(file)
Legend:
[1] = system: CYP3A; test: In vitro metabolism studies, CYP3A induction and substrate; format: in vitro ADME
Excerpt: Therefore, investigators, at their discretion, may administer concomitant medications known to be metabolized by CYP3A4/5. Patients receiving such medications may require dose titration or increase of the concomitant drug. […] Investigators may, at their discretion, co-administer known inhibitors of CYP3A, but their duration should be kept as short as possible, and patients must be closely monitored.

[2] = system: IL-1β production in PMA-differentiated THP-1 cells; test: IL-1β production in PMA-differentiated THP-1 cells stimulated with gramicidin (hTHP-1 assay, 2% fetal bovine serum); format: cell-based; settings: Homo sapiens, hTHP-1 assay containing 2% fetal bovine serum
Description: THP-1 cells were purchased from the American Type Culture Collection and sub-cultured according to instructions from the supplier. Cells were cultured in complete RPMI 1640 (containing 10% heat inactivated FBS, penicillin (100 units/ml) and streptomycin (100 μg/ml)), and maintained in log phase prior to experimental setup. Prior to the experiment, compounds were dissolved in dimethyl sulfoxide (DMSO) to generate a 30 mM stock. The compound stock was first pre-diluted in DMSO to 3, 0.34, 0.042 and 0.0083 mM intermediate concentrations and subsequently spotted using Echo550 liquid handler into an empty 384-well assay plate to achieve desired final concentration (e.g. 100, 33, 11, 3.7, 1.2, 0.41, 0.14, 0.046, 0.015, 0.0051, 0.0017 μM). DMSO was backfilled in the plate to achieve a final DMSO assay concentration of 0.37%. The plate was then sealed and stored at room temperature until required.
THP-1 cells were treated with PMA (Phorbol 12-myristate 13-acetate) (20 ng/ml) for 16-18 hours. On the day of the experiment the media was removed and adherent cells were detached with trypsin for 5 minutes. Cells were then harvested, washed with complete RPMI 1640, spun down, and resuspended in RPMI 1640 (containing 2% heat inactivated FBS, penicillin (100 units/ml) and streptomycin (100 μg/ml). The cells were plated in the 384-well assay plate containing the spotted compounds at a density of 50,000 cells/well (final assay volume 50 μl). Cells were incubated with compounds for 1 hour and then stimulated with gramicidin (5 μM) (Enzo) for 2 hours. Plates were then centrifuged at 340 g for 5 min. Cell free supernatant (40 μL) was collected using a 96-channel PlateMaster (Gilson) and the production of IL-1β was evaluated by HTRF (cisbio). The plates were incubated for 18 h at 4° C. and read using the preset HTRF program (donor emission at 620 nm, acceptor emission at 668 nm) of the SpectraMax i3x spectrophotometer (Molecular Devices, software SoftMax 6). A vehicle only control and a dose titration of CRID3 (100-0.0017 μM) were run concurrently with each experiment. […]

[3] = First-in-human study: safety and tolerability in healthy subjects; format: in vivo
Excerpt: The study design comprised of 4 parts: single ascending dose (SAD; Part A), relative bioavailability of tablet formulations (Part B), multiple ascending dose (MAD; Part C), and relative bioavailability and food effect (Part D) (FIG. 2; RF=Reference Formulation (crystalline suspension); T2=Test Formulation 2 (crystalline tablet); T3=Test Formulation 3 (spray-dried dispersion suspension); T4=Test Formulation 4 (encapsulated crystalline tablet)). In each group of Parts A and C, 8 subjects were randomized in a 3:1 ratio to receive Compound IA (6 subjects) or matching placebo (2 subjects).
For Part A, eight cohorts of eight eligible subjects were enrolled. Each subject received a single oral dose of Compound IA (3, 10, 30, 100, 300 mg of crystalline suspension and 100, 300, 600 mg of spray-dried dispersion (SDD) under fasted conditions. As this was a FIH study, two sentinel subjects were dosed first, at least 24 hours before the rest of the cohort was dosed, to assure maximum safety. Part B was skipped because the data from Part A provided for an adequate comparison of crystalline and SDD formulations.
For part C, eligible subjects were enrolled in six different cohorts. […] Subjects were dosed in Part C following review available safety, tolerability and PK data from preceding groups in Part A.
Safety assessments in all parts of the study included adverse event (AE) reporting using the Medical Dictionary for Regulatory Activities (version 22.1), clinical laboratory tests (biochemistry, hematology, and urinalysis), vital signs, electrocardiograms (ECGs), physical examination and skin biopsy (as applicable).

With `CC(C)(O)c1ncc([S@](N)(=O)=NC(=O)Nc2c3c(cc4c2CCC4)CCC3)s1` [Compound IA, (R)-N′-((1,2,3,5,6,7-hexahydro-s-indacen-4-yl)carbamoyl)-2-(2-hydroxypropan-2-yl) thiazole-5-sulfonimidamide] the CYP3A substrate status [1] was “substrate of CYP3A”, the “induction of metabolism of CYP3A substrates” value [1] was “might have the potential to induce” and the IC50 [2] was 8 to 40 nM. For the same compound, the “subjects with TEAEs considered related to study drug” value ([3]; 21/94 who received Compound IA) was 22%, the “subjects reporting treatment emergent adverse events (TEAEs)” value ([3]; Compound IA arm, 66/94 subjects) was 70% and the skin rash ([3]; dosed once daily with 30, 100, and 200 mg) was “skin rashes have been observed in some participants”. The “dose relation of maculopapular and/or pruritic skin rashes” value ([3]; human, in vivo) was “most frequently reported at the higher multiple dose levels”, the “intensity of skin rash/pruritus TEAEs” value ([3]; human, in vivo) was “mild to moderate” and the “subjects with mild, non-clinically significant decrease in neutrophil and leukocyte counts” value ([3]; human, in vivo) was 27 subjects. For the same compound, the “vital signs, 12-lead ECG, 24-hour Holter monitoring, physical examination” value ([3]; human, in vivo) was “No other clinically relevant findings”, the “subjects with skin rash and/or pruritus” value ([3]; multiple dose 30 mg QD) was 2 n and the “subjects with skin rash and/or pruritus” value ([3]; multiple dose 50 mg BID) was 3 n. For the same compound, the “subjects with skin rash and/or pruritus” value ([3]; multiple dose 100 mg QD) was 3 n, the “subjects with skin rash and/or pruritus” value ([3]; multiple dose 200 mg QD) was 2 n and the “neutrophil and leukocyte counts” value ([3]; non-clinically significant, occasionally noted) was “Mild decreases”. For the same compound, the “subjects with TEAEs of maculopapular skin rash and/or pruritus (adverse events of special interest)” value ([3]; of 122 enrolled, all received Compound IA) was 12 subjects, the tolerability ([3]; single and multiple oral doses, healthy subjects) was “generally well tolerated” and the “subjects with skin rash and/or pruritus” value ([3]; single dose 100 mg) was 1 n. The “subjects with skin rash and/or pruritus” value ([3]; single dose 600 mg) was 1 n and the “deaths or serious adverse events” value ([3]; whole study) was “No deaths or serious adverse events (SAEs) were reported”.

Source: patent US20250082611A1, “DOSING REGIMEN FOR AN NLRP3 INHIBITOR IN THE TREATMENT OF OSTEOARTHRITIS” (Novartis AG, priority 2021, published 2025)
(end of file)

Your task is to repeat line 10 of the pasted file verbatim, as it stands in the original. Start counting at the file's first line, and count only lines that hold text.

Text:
For part C, eligible subjects were enrolled in six different cohorts. […] Subjects were dosed in Part C following review available safety, tolerability and PK data from preceding groups in Part A.